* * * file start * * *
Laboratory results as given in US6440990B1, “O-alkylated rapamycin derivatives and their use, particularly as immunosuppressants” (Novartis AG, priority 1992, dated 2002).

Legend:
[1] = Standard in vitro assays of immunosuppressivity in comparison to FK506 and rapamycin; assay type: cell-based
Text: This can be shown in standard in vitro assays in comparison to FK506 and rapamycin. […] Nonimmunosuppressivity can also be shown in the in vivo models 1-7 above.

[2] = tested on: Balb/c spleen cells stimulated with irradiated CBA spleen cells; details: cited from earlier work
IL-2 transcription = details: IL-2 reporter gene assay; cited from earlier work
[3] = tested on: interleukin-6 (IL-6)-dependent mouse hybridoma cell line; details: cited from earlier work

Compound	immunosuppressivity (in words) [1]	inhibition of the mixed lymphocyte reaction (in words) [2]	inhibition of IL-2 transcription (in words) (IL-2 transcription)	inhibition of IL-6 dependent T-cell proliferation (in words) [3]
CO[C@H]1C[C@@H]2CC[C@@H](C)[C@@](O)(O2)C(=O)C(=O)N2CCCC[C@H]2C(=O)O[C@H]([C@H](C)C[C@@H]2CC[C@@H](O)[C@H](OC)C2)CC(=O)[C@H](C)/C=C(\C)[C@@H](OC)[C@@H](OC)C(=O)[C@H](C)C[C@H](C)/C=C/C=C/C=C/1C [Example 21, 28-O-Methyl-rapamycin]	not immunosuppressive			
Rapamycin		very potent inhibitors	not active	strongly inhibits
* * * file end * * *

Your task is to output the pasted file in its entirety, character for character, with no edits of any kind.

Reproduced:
Laboratory results as given in US6440990B1, “O-alkylated rapamycin derivatives and their use, particularly as immunosuppressants” (Novartis AG, priority 1992, dated 2002).

Legend:
[1] = Standard in vitro assays of immunosuppressivity in comparison to FK506 and rapamycin; assay type: cell-based
Text: This can be shown in standard in vitro assays in comparison to FK506 and rapamycin. […] Nonimmunosuppressivity can also be shown in the in vivo models 1-7 above.

[2] = tested on: Balb/c spleen cells stimulated with irradiated CBA spleen cells; details: cited from earlier work
IL-2 transcription = details: IL-2 reporter gene assay; cited from earlier work
[3] = tested on: interleukin-6 (IL-6)-dependent mouse hybridoma cell line; details: cited from earlier work

Compound	immunosuppressivity (in words) [1]	inhibition of the mixed lymphocyte reaction (in words) [2]	inhibition of IL-2 transcription (in words) (IL-2 transcription)	inhibition of IL-6 dependent T-cell proliferation (in words) [3]
CO[C@H]1C[C@@H]2CC[C@@H](C)[C@@](O)(O2)C(=O)C(=O)N2CCCC[C@H]2C(=O)O[C@H]([C@H](C)C[C@@H]2CC[C@@H](O)[C@H](OC)C2)CC(=O)[C@H](C)/C=C(\C)[C@@H](OC)[C@@H](OC)C(=O)[C@H](C)C[C@H](C)/C=C/C=C/C=C/1C [Example 21, 28-O-Methyl-rapamycin]	not immunosuppressive			
Rapamycin		very potent inhibitors	not active	strongly inhibits